Crude Oil Hovers Near Seven-Year Peak Ahead of OPEC+ Meeting
U.S. West Texas Intermediate and international-benchmark Brent crude oil futures are edging higher late in the session on Monday. Prices remain close to a seven-year peak reached Friday, having climbed for six weeks straight as the geopolitical tensions in Ukraine and the Middle East exacerbated concerns over tight energy supply. Volume is a little on the light side ahead of OPEC’s production decision later in the week.
At 20:35 GMT, March WTI crude oil futures are trading $88.35, up $1.53 or +1.76% and April Brent crude oil is at $89.49, up $0.97 or +1.10%. The United States Oil Fund ETF (USO) is trading $62.49, up $0.52 or +0.84%.
NATO Concerned over Europe’s Energy Security amid Standoff with Russia
Europe needs to diversify its energy supplies, the head of NATO said on Sunday, as Britain warned it was “highly likely” that Russia, the continent’s biggest natural gas supplier, was looking to invade Ukraine.
Russia has massed some 120,000 troops near its neighbor and demanded the western defense alliance withdraw troops and weapons from Eastern Europe and bar Ukraine, a former Soviet state, from ever joining the Western defense alliance.
U.S. officials have said Russia’s military buildup has expanded to include supplies to treat casualties of any conflict. Across the border in Ukraine, locals trained as army reservists as the government scrambled to prepare.
Crude Oil Market Remains on Alert over Middle East Skirmish
Crude oil traders were on alert after the United Arab Emirates said on Monday it intercepted a ballistic missile fired by Yemen’s Iran-aligned Houthi movement as the UAE hosted Israeli President Isaac Herzog on his first visit to the Gulf business and tourism hub.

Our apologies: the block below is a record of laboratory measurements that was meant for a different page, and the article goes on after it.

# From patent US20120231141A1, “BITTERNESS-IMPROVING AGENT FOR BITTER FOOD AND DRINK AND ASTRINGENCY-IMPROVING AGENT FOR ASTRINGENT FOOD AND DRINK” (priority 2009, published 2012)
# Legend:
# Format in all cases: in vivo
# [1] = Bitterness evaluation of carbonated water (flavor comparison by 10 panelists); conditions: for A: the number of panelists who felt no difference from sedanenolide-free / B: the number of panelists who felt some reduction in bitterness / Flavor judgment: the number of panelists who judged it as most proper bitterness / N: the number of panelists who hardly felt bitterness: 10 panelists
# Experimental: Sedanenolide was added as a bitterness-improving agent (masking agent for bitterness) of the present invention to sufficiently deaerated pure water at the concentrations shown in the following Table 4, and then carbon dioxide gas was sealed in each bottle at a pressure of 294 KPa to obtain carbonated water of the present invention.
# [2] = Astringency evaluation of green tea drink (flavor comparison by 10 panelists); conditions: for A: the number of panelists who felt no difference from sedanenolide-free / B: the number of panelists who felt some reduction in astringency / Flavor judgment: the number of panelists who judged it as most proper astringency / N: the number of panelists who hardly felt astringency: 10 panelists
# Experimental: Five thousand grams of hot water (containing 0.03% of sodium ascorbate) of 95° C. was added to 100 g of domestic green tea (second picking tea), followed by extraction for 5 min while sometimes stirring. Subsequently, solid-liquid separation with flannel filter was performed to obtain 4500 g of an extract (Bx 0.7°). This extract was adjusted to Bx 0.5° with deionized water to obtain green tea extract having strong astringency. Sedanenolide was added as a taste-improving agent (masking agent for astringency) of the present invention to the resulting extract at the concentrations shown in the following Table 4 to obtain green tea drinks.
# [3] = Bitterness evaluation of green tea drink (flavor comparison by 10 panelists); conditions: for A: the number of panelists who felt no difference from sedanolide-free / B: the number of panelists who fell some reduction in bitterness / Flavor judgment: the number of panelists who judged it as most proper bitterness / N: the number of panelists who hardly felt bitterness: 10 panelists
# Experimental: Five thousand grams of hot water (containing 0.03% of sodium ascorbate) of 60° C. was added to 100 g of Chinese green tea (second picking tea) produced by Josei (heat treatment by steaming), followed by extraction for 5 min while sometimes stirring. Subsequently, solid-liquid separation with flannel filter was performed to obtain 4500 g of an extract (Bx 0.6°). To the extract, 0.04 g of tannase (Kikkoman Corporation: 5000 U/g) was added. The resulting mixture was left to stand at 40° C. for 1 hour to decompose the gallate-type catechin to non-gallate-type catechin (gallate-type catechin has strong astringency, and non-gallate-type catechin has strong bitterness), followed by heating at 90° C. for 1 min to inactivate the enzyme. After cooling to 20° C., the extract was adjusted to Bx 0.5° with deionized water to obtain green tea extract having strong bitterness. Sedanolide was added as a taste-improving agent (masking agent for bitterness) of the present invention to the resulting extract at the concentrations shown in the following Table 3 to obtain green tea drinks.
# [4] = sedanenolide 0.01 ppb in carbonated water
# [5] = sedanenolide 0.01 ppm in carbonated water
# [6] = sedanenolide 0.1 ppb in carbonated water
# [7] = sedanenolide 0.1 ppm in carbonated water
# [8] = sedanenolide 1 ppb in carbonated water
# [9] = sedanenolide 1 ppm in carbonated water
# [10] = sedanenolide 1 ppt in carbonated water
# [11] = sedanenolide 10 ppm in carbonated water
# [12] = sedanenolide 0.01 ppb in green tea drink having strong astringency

In the third such attack on the U.S.-allied Gulf state in the last two weeks, the Houthis’ military spokesman said they fired Zulfiqar missiles at Abu Dhabi and drones at Dubai.
OPEC+ Expected to Stick to Planned March Production Target Increase
Sources told Reuters that OPEC+ will probably stick with a planned increase in its oil output target for March when it meets on Wednesday, several sources from the producer group said, as it sees demand recovering despite downside risks from the pandemic and looming interest rate rises.
While two OPEC+ sources said oil at a seven-year high close to $90 a barrel might prompt the group to consider further steps, the vast majority of sources said no new decision was expected at the February online meeting.
One Russian source told Reuters the country was concerned the price rally might revive a boom in U.S. shale production.
“OPEC+ countries should be on high alert with this price level given the bullish forecasts for shale oil production in 2022,” the source said.